Best of the Bond Market for September 11th, 2012
WSJ: – Moody’s hints at U.S. rate cut if Congress fails to reach budget deal. – Moody’s Investors Service warned that budget negotiations during the 2013 Congressional legislative session will likely determine the direction of the U.S. government’s current triple-A rating and negative outlook.
CNBC: – Is BlackRock trying to kill off individual bonds? – BlackRock recently transferred 4000 individual bonds into 6 ETFs for one client. If most big funds start buying the ETFs instead of the bonds, what does that do to the mechanics of the bond market? Or the desire of companies to use bonds to raise cash? What happens to credit analysis?
Distressed Debt Investor: High yield bond yields set record low – According to both the Barclays high-yield index and the CS HY index, yields in high yield have reached an all time low of ~6.6%. Further, over the last few weeks, traders and syndicate desks have been whispering of a simply gargantuan amount of high yield and leveraged loans coming this month.Hi
Business Insider: – Gluskin Sheff’s David Rosenberg does 180 on “cult of equities” – In a new note today, Rosenberg says “It is very interesting to hear how pundits talk about the cult of equities being dead. I wrote about this recently, but realize that this line of thinking isn’t entirely accurate.”
Bloomberg: – Harrisburg plans to skip payment for second bond default. – The city will miss $3.4 million in payments due Sept. 15 on $51.5 million of bonds issued in 1997, William B. Lynch, Harrisburg’s receiver, said today by telephone. It skipped paying $5.27 million that was due March 15 on the same bonds.
BusinessWeek: – Banks hide risk transforming capital for traders. – In an attempt to circumvent new rules which force traders to post U.S. Treasury bonds or other top-rated holdings to guarantee their bets. Some U.S. banks plan to let customers swap lower-rated securities that don’t meet standards in return for a loan of Treasuries or similar holdings that do qualify.
Learn Bonds: – Everyone is wrong: QE does not lower interest rates. – If you spend anytime reading or watching the mainstream media it has likely been pounded into your brain that quantitative easing (QE) lowers interest rates. But they’re wrong, find out why.
Cate Long: – Chicago teachers fight for the kids as they defend against more bureaucracy. – There is a lot at stake in the teacher’s strike in Chicago. The teachers are fighting for autonomy and less emphasis on standardized testing and the school administration is angling for more control. It may take a few or more years to evaluate the true outcome of this battle.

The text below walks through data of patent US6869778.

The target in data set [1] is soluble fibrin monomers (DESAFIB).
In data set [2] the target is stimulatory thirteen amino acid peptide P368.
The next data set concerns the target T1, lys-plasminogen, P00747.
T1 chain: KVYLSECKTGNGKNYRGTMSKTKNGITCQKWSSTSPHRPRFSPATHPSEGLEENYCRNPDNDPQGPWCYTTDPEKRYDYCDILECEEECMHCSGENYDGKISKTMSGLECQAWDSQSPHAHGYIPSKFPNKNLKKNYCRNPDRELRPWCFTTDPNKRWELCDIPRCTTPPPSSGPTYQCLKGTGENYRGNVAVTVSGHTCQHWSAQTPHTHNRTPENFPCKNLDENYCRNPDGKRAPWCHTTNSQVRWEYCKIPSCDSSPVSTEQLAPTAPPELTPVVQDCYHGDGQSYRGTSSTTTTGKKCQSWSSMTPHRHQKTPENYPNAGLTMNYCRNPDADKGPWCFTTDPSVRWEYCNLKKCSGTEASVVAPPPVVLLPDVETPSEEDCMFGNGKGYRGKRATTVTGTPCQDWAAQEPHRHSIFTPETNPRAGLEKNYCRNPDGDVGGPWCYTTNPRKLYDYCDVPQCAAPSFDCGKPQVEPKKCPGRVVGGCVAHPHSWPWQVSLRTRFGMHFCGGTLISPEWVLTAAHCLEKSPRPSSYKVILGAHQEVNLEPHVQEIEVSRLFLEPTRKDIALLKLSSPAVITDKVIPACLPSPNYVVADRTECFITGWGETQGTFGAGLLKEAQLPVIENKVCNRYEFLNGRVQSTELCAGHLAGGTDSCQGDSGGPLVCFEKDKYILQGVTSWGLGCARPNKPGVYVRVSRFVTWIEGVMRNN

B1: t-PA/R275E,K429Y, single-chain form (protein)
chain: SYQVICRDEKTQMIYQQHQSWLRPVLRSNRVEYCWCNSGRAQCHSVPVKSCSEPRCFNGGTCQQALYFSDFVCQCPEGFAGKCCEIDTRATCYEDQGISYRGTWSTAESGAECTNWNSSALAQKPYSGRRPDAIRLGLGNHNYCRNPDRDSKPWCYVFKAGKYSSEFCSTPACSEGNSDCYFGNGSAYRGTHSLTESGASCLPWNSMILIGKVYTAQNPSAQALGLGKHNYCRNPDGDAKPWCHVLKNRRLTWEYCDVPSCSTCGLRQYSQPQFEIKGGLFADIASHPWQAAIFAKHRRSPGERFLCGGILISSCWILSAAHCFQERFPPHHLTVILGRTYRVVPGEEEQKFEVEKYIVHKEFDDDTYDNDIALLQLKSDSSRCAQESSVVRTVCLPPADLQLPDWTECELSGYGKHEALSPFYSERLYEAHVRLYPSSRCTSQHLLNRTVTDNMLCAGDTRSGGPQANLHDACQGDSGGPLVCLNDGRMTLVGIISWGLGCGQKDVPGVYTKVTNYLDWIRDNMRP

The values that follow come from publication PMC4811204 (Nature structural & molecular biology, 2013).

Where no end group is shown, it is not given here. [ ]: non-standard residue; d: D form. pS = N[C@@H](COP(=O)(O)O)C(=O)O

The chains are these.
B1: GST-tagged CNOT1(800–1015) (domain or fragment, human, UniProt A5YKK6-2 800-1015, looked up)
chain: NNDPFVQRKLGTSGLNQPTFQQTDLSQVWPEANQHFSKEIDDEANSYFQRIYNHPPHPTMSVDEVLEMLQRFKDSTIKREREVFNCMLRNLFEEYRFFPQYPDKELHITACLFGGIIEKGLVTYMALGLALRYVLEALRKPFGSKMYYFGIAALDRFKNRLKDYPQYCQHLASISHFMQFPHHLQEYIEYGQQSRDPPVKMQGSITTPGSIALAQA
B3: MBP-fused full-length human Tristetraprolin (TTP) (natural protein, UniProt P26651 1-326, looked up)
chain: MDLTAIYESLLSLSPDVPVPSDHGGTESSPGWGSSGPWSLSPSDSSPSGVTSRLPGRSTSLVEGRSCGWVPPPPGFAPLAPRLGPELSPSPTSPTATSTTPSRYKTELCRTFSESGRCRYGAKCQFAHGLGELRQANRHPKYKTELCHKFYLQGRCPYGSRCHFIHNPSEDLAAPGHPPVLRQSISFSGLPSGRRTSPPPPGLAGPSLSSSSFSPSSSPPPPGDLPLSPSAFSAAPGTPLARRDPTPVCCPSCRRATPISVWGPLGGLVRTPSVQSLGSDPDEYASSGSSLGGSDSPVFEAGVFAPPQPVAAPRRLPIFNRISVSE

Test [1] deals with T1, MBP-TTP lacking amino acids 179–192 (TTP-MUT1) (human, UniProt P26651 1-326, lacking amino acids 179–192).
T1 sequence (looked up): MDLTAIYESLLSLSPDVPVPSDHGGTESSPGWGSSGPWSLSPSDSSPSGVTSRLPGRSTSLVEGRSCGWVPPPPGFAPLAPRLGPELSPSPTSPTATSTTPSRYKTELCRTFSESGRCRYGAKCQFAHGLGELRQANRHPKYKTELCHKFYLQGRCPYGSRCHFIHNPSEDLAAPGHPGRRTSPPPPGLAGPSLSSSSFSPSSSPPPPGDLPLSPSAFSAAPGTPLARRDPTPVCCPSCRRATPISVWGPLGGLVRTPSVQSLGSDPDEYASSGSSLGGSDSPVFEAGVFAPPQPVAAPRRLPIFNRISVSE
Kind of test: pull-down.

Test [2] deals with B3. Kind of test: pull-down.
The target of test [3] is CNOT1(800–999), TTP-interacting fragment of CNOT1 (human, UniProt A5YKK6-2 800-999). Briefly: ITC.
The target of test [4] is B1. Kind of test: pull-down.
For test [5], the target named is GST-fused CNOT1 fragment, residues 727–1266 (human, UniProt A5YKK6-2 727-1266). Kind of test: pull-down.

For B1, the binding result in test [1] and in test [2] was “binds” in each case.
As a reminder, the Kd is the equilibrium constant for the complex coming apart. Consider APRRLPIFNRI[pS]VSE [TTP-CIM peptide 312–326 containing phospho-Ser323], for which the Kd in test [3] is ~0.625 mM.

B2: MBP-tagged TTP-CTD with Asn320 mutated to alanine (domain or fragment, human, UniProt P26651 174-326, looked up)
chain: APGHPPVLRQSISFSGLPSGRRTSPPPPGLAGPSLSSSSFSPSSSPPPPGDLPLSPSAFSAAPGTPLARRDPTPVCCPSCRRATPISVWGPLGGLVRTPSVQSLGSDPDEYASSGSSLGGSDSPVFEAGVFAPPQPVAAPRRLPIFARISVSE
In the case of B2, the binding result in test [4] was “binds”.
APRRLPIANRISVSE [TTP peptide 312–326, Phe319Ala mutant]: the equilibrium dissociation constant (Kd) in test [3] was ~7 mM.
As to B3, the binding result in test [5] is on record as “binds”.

Bond Buyer: Buffet Muni trade may help wake up muni CDS market – the Berkshire trade, sound technicals and a recent industry move to standardize contracts might increase interest in muni credit default swaps (CDS), which has suffered from apathy on the part of investors and a lack of price volatility to attract traders.
Bond Squawk: – Top 3 telecoms/media corporate bonds – Here are three corporate bonds in the Telecom and Media sector which benefit from recurring revenue streams and favorable metrics in today’s environment.
NY Times: Governments benefiting from low rates at the expense of individual savers – The fact that interest yields are so low in so many parts of the world is no coincidence. Rates are determined not only by markets, but also by government policy. And right now many governments say they have good reason to keep their own borrowing costs as low as they possibly can.
Brian Anderson: Defined payment income streams can yield 7% – Defined Payment Income Streams are vehicles which essentially take the monthly retirement payments from a person and transfer the income to a purchaser. The purchaser then continues to receive the seller’s retirement income for the duration of the agreement.
— Mayra Rodriguez Vall (@MRVAssociates) September 11, 2012
State & local govt’s eliminated 727,000 workers since 8/2008 with local education taking biggest hit during this time – BLS #MMA_Outlook
— Muni Market Advisors (@Muni_Mkt_Advis) September 11, 2012
Markit: Even if we do get QE3, markets may well turn out to be suffering from overconfidence when it comes to efficacy of monetary policy.
— Cate Long (@cate_long) September 11, 2012